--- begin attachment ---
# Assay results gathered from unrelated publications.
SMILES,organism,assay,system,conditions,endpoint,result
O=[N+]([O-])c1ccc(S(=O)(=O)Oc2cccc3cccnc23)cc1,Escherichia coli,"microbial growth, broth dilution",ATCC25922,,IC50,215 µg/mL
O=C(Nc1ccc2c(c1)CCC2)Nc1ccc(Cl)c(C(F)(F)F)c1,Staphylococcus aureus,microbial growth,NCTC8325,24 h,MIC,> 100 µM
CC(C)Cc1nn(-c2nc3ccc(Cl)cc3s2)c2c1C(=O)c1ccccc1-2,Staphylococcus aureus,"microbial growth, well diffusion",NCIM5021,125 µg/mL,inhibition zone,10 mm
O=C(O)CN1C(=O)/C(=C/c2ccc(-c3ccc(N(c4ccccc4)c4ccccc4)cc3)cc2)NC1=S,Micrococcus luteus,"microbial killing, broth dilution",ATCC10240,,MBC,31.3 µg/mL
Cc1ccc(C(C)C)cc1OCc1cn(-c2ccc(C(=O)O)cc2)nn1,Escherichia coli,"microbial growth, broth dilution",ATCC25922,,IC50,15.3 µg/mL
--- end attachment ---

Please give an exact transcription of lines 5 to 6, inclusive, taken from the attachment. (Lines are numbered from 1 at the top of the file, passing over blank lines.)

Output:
CC(C)Cc1nn(-c2nc3ccc(Cl)cc3s2)c2c1C(=O)c1ccccc1-2,Staphylococcus aureus,"microbial growth, well diffusion",NCIM5021,125 µg/mL,inhibition zone,10 mm
O=C(O)CN1C(=O)/C(=C/c2ccc(-c3ccc(N(c4ccccc4)c4ccccc4)cc3)cc2)NC1=S,Micrococcus luteus,"microbial killing, broth dilution",ATCC10240,,MBC,31.3 µg/mL